The pattern of errors in countermodel construction is consistent with a process by which participants first try to construct a premise model, then check to see if it is a countermodel, and if it is not, then adjust it to try to achieve a falsification of the conclusion. The problem appears to be that the adjustment often yields a model that falsifies the conclusion but is no longer a model of the premises. Mismatched models are more accurately countermodeled, and this is because the models that result from the unification of their premises are already countermodels of Harry's proposed conclusions, as illustrated above. This pattern that mismatched problems are actually easier for countermodel construction whereas they are harder in the conventional task strongly suggests that the majority of participants in the conventional task are operating proof-theoretically, probably by the nonmonotonic methods discussed above.

The countermodel construction data provides rich evidence that empty antecedent conditionals can be treated as true in this context. If the data is scored requiring existential presuppositions, most of the models produced for problems with one positive and one negative universal (i.e., no explicit existential premise) are not even models of the premises, let alone countermodels of the conclusion. A final observation that supports this general interpretation of a change of process invoked by dispute with Harry is that the orders of difficulty of problems in the conventional and in the Harry tasks are actually uncorrelated—an extremely strong result in support of the claim that here is the first task in the literature that produces substantial classical reasoning conducted on a classical conceptual basis. But even here, there are still many errors in countermodel reasoning. The usual justification of the conventional task is that the order of the difficulty of problems is systematic and always the same. The first time anyone makes a comparison with a context designed to invoke a different logic, one finds this order of difficulty changes radically.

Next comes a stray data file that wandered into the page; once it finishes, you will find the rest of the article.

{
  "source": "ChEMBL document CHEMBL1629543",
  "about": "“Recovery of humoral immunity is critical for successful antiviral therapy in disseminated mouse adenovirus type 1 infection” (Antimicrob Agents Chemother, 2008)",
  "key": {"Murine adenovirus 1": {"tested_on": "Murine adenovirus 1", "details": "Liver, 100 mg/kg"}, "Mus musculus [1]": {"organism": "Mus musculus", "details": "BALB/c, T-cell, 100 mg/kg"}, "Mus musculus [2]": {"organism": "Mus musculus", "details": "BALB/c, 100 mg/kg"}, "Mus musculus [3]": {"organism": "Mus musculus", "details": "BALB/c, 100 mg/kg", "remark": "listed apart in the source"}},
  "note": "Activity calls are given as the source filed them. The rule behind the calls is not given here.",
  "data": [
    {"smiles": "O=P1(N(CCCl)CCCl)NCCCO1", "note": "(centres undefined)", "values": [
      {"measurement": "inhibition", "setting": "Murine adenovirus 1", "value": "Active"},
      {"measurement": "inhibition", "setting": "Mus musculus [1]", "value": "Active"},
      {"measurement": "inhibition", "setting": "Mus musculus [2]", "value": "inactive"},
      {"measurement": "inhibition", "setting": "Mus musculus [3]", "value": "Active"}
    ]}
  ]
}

Clarifying the intended goals of reasoning (norms to adopt) for participants is one of the few ways we have of pursuing the question whether there are contexts in which participants intuitively understand the concepts of a logic. One can imagine the objection that we have told them to do countermodel reasoning and so it is not surprising that they appear to reason classically. But this is a psychologically bizarre idea. It's no use telling these participants to reason in classical logic because they do not explicitly know what that means. They do have some grasp of what a dispute is, and the role of counterexamples therein—the discourse of dispute. We are merely negotiating a common reasoning norm with our participants. If they did not understand these things, the negotiation would not succeed. We doubt it succeeds with all our participants. But we certainly do not instruct them about what to do with empty antecedent conditionals. And sure enough, we see the peculiarities of classical logical reasoning in their performance. This is just what the psychological foundations of classical logic are: an inexplicit intuitive grasp of dispute. These empirical conceptual questions such as “What do participants ‘know’ about classical logic?” have far more psychological reach than questions about how many syllogisms do participants get “right” in any particular contextualized task where the goals are not understood the same way by participant and experimenter, or across participants.

Participants are, unsurprisingly, not tactically expert. But here at least is the beginning of an empirical program to study this kind of reasoning in contradistinction to various kinds of nonmonotonic reasoning. Although the two may overlap within the syllogism, outside the syllogism they diverge. And even within the syllogism, here is evidence that the two very different reasoning goals are operative in different contexts, and lead to radically different mental processes, each incomprehensible without an understanding of the different logical goals, and of the participants' informal contextual understandings of their logical goals.

4. Reasoners' Goals in the New Probabilistic Paradigm